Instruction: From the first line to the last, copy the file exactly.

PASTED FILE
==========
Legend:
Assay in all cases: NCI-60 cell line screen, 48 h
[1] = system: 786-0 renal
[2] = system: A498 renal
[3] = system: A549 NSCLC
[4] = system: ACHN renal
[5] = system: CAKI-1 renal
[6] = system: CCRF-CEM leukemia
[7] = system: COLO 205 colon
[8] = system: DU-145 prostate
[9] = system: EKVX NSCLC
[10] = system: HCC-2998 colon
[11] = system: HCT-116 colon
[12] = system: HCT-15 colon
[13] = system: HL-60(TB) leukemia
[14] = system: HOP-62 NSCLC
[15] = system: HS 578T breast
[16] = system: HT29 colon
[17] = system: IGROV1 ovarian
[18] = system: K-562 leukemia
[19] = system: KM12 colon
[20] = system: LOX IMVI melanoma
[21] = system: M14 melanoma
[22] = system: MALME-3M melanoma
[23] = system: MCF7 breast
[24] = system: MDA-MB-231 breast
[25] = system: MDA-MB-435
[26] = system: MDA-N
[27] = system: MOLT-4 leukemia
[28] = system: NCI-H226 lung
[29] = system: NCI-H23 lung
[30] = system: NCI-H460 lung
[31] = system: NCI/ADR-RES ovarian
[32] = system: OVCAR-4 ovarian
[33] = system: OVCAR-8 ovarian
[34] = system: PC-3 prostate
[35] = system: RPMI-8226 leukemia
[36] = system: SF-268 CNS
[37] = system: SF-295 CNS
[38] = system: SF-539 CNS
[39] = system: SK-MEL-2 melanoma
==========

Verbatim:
Legend:
Assay in all cases: NCI-60 cell line screen, 48 h
[1] = system: 786-0 renal
[2] = system: A498 renal
[3] = system: A549 NSCLC
[4] = system: ACHN renal
[5] = system: CAKI-1 renal
[6] = system: CCRF-CEM leukemia
[7] = system: COLO 205 colon
[8] = system: DU-145 prostate
[9] = system: EKVX NSCLC
[10] = system: HCC-2998 colon
[11] = system: HCT-116 colon
[12] = system: HCT-15 colon
[13] = system: HL-60(TB) leukemia
[14] = system: HOP-62 NSCLC
[15] = system: HS 578T breast
[16] = system: HT29 colon
[17] = system: IGROV1 ovarian
[18] = system: K-562 leukemia
[19] = system: KM12 colon
[20] = system: LOX IMVI melanoma
[21] = system: M14 melanoma
[22] = system: MALME-3M melanoma
[23] = system: MCF7 breast
[24] = system: MDA-MB-231 breast
[25] = system: MDA-MB-435
[26] = system: MDA-N
[27] = system: MOLT-4 leukemia
[28] = system: NCI-H226 lung
[29] = system: NCI-H23 lung
[30] = system: NCI-H460 lung
[31] = system: NCI/ADR-RES ovarian
[32] = system: OVCAR-4 ovarian
[33] = system: OVCAR-8 ovarian
[34] = system: PC-3 prostate
[35] = system: RPMI-8226 leukemia
[36] = system: SF-268 CNS
[37] = system: SF-295 CNS
[38] = system: SF-539 CNS
[39] = system: SK-MEL-2 melanoma